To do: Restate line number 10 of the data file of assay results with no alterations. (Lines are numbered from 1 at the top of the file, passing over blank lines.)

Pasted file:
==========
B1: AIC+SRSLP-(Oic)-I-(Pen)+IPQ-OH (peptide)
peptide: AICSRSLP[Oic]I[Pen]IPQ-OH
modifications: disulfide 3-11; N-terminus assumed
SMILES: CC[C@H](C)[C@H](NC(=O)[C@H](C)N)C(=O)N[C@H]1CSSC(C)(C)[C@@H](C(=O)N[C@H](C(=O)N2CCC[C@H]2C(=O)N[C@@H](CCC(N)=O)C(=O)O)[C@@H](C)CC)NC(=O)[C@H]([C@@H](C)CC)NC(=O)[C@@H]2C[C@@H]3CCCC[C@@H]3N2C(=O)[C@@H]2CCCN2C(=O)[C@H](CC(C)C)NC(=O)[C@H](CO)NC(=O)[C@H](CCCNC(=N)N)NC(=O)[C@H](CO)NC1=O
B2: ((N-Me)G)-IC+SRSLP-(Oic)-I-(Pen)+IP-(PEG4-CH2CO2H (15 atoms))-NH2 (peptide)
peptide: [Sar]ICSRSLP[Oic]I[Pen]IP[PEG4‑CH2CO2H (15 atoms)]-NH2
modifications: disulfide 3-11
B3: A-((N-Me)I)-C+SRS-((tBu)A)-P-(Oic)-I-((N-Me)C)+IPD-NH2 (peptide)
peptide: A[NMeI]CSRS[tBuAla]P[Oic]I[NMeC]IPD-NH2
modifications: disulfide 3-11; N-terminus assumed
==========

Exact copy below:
modifications: disulfide 3-11; N-terminus assumed